Seriously, how are your skills?
Guys have told me that I would be able to go into a shop in New York and cut with anybody. In fact, I’ve fixed a lot of guys’ hair after other places messed up.—nate penn

GQ's Crazyball Hall of Fame

Thursday  April 23, 2009


All-Time Roster


Moe Berg, active 1923-39


Princeton (magna cum laude), Columbia Law (second in his class), and Sorbonne (linguistics) alum was said to “speak a dozen languages, and couldn’t hit in any of them.” Had subsequent career as OSS spy who chatted up Werner Heisenberg to assess state of German atomic program. (Assignment: If Nazis beating Allies, shoot scientist, swallow cyanide.) Once met with Einstein. Mysterious, neurotic pack-ratter of documents; if anyone else read his daily papers first, insisted on new ones. Nobody knows where he’s buried.


Joe Pepitone, active 1962-73


Yankee playboy never reached potential due to erratic focus on game (retired three times), off-field shenanigans, and, perhaps, obsession with own balding. Carried hair-products kit everywhere and wore incredible toupees, including what he called “game piece” (for use beneath cap) and street version that sportswriter once compared to “a shag toilet-seat cover.” Reportedly first player ever to bring hair dryer into clubhouse. In 1975 posed nude for Foxy Lady magazine, revealing impressively hirsute nether region.

Tony Horton, active 1964-70


Once, after popping out to catcher on tantalizingly slow “eephus” pitch, literally crawled back to dugout. Attempted suicide after being pulled, anxious and disoriented, from another game. So high-strung that doctors told him to cut himself off completely from baseball to save his life.

Steve Garvey, active 1969-87


The Bing Crosby of baseball: “White Christmas” on the outside, “Blue Velvet” on the inside.


Johnny Evers, active 1902-29


Member of Tinker-to-Evers-to-Chance double-play combination immortalized in kitschy F. P. Adams poem. Didn’t actually speak to Tinker for thirty-five years, allegedly because of disagreement over taxi fare. Suffered nervous breakdown in 1911. Later, team had trouble trading him because his temper cost him so much playing time. MVP in 1914 but left baseball following season, saying he was on verge of another breakdown.

Chuck Knoblauch, active 1991-2002


In 1999, Gold Glover and four-time All-Star playing for Yankees at height of dynasty suddenly experienced mental “blauch.” Couldn’t make routine throws to first. Openly contemplated seeing a hypnotist or psychologist. Struck Keith Olbermann’s mother in the face with wild throw. Never got his groove back.


Phil Rizzuto, active 1941-56


Technically, a wack job not as player but later on as play-by-play man cum unwitting Dadaist poet. In slim volume, O Holy Cow!, his on-air musings are transcribed as blank verse. For instance: “I think my head shrinks a little / In this indoor stadium. / I am… / The mike is getting bigger. / And I have to tighten it.” Once opened broadcast by inadvertently introducing self as partner, Bill White.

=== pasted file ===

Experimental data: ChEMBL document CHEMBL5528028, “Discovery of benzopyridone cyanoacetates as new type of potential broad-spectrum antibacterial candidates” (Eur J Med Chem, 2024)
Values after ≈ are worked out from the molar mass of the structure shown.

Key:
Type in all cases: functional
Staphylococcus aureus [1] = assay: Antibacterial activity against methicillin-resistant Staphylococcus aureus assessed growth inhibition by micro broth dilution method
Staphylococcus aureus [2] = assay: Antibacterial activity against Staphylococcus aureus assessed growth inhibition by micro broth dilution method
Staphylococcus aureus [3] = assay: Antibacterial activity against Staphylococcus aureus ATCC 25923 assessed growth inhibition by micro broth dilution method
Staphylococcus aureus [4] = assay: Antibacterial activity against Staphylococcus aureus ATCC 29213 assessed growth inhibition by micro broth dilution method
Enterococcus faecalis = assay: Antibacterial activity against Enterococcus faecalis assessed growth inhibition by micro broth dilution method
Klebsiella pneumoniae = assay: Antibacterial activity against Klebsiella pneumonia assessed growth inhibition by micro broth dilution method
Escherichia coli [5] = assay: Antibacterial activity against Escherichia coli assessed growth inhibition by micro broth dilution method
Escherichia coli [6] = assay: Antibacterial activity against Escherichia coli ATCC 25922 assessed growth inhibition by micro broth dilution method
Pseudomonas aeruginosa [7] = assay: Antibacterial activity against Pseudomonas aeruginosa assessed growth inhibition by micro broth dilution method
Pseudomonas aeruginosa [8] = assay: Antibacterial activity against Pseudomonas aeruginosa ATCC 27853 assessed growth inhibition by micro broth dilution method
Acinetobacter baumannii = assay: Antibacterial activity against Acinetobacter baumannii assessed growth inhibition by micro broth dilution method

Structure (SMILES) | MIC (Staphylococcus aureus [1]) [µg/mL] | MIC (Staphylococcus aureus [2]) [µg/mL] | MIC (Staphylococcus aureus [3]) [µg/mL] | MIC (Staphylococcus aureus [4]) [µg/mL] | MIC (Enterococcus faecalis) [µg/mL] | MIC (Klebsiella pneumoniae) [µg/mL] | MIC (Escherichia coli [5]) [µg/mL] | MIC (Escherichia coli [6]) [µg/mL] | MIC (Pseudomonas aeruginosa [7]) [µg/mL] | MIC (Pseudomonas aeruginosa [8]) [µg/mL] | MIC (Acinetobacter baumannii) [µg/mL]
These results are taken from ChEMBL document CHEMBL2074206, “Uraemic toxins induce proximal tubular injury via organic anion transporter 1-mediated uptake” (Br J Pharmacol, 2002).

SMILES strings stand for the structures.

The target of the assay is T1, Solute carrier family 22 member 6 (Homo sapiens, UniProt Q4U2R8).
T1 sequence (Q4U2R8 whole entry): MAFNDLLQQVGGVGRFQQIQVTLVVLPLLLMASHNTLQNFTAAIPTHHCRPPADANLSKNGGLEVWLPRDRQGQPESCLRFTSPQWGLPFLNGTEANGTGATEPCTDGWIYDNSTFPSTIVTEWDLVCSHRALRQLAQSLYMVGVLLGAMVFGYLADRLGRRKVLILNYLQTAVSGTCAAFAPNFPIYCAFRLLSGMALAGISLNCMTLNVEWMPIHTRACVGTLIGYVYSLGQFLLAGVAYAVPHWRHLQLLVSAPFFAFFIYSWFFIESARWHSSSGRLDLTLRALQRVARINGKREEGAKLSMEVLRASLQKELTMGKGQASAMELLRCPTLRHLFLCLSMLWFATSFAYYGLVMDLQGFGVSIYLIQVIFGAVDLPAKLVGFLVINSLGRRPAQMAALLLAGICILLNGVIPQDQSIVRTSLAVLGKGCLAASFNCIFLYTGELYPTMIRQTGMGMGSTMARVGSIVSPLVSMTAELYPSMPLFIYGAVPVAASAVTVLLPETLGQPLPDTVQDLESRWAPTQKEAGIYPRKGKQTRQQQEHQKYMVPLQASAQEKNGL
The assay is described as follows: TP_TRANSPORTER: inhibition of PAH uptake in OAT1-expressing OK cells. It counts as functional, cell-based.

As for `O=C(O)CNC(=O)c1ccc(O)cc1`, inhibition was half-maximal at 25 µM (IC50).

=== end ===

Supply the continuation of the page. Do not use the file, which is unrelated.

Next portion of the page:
Doug Rader, active 1967-77


Once, fishing without license, hid from game wardens underwater, breathing through reed; three days later reported to spring training from jail, never having changed wet clothes. Used Astros’ locker room as driving range, teeing up and blasting balls off walls while teammates dove for cover. Shat on teammate Jesus Alou’s birthday cake. As manager, one year drove rental car into same tree every day during spring training.

Wade Boggs, active 1982-99


Ate chicken before every game, took BP at 5:17 p.m., ran sprints at 7:17 p.m., inscribed Hebrew word chai in dirt before every at-bat, followed same route to dugout after every inning, and had four-year extramarital affair with mortgage broker who subsequently blabbed about it in Penthouse and sued him for $12 million.


Ty Cobb, active 1905-28


Turned psychotic, it’s believed, after mother shot father in 1905; later institutionalized following in-season nervous breakdown. Carried gun entire career to protect self from teammates, who despised him. Once fought off two muggers—in home city—and pistol-whipped third to death. (Next day, bandaged and bloody, got three hits.) Sharpened spikes to inflict maximal damage on basemen. Numerous episodes of racist rage. Courted and married 14-year-old heiress. After son flunked out of Princeton, flew to campus and beat him with whip. Terminally cancerous in his seventies, instigated brawls regularly.

Rickey Henderson, active 1979-2003


Pre-game, would gaze naked into mirror, murmuring “Rickey’s the best.” Once missed three games with frostbite, reportedly because fell asleep on ice pack. After breaking Cobb’s runs-scored record with homer, ambled around bases, then slid into home. In late career, was offered desirable team-bus seat by teammate who said, “You’ve got tenure,” and replied, “Ten? Rickey’s got twenty years in the big leagues.” Seeking work, reportedly left off-season voice-mail message for Padres GM: “This is Rickey. Calling on behalf of Rickey. Rickey wants to play baseball.”

Pete Reiser, active 1940-52


In ten seasons, was carried off field eleven times. Five times knocked unconscious after smashing into walls. Three times sneaked out of hospitals to pinch-hit (respectively getting a home run, a triple, and, on broken ankle in ’47 Series, a walk). After breaking right arm, taught self to throw lefty. Was administered last rites after Ebbets Field wall collision, but recovered.

Joe Charboneau, active 1980-82


As Indians rookie, won notice for twenty-three homers and for ability to open beer bottles with eye socket, drink beer through straw in nose, do own dental work, and fix own broken nose with Jack Daniel’s and pliers.


Rube Waddell, active 1897-1910